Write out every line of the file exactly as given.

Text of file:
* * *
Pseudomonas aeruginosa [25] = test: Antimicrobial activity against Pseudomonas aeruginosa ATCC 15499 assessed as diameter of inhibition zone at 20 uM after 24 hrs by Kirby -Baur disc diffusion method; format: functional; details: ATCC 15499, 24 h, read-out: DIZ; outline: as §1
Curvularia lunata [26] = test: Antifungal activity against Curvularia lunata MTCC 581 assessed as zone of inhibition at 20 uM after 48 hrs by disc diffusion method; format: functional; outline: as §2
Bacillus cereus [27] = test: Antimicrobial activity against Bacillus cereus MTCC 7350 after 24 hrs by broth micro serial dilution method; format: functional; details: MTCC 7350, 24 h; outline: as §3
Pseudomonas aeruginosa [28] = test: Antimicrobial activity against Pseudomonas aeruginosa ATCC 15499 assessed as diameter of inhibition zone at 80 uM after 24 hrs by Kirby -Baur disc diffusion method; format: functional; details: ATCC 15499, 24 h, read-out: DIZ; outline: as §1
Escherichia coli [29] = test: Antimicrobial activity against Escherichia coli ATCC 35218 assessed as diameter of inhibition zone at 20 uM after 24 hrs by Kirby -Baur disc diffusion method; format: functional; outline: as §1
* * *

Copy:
Pseudomonas aeruginosa [25] = test: Antimicrobial activity against Pseudomonas aeruginosa ATCC 15499 assessed as diameter of inhibition zone at 20 uM after 24 hrs by Kirby -Baur disc diffusion method; format: functional; details: ATCC 15499, 24 h, read-out: DIZ; outline: as §1
Curvularia lunata [26] = test: Antifungal activity against Curvularia lunata MTCC 581 assessed as zone of inhibition at 20 uM after 48 hrs by disc diffusion method; format: functional; outline: as §2
Bacillus cereus [27] = test: Antimicrobial activity against Bacillus cereus MTCC 7350 after 24 hrs by broth micro serial dilution method; format: functional; details: MTCC 7350, 24 h; outline: as §3
Pseudomonas aeruginosa [28] = test: Antimicrobial activity against Pseudomonas aeruginosa ATCC 15499 assessed as diameter of inhibition zone at 80 uM after 24 hrs by Kirby -Baur disc diffusion method; format: functional; details: ATCC 15499, 24 h, read-out: DIZ; outline: as §1
Escherichia coli [29] = test: Antimicrobial activity against Escherichia coli ATCC 35218 assessed as diameter of inhibition zone at 20 uM after 24 hrs by Kirby -Baur disc diffusion method; format: functional; outline: as §1